In Review: Grimm Fairy Tales presents Goddess Inc. #1

The story by Latoya Morgan opens in dramatic fashion with an unseen individual slamming against a mirror, breaking it.

The covers: Five choices for you to ponder and collect with this opening issue. The A cover is by Mike S. Miller and Mohan Sivakami showing Venus before her models on the runway. You’d think it was a Victoria’s Secret fashion show since two of the models have wings, but when gods and goddesses are involved you better think twice. It’s a solid cover and the one I purchased. The B is by Pasquale Qualano and Mirka Andolfo with Venus looking in a mirror and seeing her past self. Excellent idea for a cover carried out well, with the coloring being sharp. Vincenzo Cucca and Ylenia Di Napoli do a nice take on the classic Birth of Venus image with Venus staging a sequel. Cover D is by Franchesco! with Venus going Marilyn Monroe. Absolutely stunning! The final cover is by Michael Dooney and Ula Mos and it’s a Fan Expo Exclusive Cover limited to 350 copies. This cover has Venus in a red bikini holding the Canadian flag behind her. I’d go to the Great White North for this one. Overall grades: A A-, B A, C A, D A+, and Fan Expo A

The story: Thanks to a short summary on the inside cover, I was brought up to speed on the premise of this book. The story by Latoya Morgan opens in dramatic fashion with an unseen individual slamming against a mirror, breaking it. Venus is in the room with this person who appears to be pleading for mercy, however the goddess looks down malevolently saying, “Don’t make this any harder than it has to be…” The story then goes to “Before,”  before returning to this opening sequence on the last two pages. In Los Angeles, “Before,” Venus emerges from a bath and chats with minion Ivy about how she plans to bring about a New Age of heroes by gathering and aligning all twelve Olympians on earth. In fact, Venus has a specific god she wants Ivy to get. The book moves about Los Angeles showing Venus at her cover job and the first god she seeks to “gather.” I was lost as to what was occurring on Page 17: I didn’t know which character I was focusing on and what that character’s importance was to the story. But, as this is a first issue, I realize some teasing is necessary. I was also lost by the item grasped by Venus on the final page. Again, I can let that go for a first issue. This was an interesting read, with an interesting premise, but the confusion left me liking this rather than loving it. Overall grade: B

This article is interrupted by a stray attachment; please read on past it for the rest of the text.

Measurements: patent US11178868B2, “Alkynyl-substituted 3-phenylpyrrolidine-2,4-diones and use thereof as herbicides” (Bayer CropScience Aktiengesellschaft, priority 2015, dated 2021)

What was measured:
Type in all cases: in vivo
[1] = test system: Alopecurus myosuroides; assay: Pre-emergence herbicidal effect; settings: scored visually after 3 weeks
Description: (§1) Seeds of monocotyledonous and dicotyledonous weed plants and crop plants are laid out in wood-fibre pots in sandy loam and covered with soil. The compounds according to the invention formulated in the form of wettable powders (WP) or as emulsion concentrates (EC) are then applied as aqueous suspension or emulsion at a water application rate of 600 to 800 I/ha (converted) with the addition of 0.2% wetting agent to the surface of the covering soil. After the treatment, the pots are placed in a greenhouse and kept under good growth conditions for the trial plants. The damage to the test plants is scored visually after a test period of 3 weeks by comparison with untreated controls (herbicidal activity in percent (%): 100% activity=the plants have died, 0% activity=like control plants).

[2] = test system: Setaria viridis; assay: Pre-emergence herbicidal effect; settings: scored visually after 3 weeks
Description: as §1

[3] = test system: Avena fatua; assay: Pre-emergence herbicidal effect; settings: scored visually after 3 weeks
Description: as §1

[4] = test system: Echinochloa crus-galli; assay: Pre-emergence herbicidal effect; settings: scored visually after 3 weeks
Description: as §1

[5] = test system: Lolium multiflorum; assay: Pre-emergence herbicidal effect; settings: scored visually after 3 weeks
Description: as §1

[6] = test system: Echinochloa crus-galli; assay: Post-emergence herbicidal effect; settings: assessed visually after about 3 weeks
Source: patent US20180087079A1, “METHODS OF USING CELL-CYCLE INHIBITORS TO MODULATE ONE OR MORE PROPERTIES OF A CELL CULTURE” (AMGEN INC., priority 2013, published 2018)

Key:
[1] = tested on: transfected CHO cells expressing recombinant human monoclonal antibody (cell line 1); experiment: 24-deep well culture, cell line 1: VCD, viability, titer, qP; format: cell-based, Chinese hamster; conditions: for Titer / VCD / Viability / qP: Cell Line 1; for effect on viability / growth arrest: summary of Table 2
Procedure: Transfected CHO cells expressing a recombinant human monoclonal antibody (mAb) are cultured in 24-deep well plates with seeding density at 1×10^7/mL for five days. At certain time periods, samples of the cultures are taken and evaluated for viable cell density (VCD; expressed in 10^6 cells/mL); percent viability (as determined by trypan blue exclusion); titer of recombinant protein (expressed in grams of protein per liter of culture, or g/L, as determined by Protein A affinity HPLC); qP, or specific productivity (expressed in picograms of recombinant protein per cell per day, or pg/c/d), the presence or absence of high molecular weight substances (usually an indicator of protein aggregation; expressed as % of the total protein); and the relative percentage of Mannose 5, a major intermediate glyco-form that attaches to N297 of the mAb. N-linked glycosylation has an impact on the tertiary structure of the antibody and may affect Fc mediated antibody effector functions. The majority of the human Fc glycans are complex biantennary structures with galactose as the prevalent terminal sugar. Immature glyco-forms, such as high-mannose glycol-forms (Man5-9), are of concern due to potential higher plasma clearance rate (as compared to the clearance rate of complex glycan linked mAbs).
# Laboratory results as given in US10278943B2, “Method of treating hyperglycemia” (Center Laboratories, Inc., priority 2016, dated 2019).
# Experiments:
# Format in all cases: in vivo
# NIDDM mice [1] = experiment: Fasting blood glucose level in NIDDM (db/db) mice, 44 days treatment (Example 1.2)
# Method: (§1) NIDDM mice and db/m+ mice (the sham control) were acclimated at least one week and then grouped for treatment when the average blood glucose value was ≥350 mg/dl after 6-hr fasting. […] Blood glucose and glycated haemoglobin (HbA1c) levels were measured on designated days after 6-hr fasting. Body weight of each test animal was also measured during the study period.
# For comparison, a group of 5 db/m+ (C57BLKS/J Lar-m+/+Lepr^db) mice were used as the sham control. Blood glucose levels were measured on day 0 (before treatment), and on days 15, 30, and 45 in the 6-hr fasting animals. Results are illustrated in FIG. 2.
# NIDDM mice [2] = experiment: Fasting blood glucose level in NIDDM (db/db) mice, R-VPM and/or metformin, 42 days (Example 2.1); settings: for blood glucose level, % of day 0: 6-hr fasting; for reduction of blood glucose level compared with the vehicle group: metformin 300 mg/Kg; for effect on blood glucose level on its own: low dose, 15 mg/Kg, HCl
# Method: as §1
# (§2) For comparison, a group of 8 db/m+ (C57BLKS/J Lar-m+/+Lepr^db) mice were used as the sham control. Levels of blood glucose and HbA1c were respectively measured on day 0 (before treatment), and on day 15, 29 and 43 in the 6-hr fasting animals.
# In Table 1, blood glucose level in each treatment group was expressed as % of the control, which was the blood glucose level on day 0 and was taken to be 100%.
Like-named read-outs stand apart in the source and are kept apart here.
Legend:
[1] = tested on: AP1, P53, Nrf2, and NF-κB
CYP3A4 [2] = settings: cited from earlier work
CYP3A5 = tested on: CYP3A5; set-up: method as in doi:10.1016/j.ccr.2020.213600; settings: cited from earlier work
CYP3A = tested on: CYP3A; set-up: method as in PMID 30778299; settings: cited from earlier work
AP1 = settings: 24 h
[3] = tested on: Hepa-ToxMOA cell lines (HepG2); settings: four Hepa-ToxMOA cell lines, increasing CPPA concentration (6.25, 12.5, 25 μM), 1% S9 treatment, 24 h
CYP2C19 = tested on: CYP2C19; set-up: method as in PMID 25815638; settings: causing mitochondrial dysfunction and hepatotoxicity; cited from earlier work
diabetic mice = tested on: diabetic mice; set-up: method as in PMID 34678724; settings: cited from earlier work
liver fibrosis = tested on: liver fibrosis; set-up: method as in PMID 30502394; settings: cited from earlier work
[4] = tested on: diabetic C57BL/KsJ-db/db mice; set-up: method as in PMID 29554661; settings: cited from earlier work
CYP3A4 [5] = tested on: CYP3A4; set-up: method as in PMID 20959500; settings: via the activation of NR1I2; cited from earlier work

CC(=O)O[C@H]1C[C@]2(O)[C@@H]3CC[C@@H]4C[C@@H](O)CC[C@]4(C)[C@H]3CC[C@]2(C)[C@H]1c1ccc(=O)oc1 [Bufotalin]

The art: This is standard comic book art from Manuel Preitano. It doesn’t thrill by any means, but tells the story sufficiently.  Photos are obviously employed for backgrounds, such as on Page 1, and there’s a sad lack of backgrounds in many other panels. When backgrounds are drawn they are really sketchy and come off as clunky, Page 10. Characters’ faces are simply drawn with the colorist having to provide shading to give the faces any type of detail, such as on Pages 3 and 4. There’s also some awkward layout on 22 where the reader has to play fill in the gaps, such as did the “killer” have to bend down to the “victim”? Or was the victim lifted up to be level with the killer? Hard to tell because the action is so tight on character’s heads. There is also a lot of wasted space in panels (Pages 7, the top of 9, 21, etc.). Preitano is still getting a handle on when to be close up on a character and when to pull back. This isn’t fantastic work, but it’s decent. Overall grade: C

The colors: This is a high point of the book. Erick Arciniega is doing much of the work that Preitano didn’t do, like providing shading with faces. This happens on every page, and it’s Arciniega that’s selling the visuals. He also does a really good job in using color to create atmosphere. Take a look at Page 1 with those first two panels. A great job with purples and violets to create a posh, yet sinister, environment. Pages 2 and 3 go with the classical Greek marble colors to suggest Venus’s past. Arciniega’s doing a great job on this issue. Overall grade: A

The letters: Jim Campbell also gets high marks for his efforts on this book. I was really pleased by the use of particular fonts in the dialogue of certain characters to make them stand out from normal humans. Being new to these individuals it was a great way to draw attention to them. Overall grade: A

The final line: An okay first issue, though I’m not really sure about all that’s going on. Interesting, but questionable if I’m going to purchase another issue. It takes a hit because of the art. Overall grade: B- 

 

Patrick Hayes was a contributor to the Comic Buyer’s Guide for several years with “It’s Bound to Happen!”, he reviewed comics for TrekWeb, and he currently reviews Trek comics at TrekCore. He’s taught 8th graders English for 20 years and has taught high school English for two years and counting. He reads everything as often as he can, when not grading papers or looking up Star Trek, Star Wars, or Indiana Jones items online.

Patrick Hayes was a contributor to the Comic Buyer’s Guide for several years with “It’s Bound to Happen!” and he’s reviewed comics for TrekWeb and TrekCore. He’s taught 8th graders English for 20 years and has taught high school English for five years and counting. He reads everything as often as he can, when not grading papers or looking up Star Trek, Star Wars, or Indiana Jones items online.

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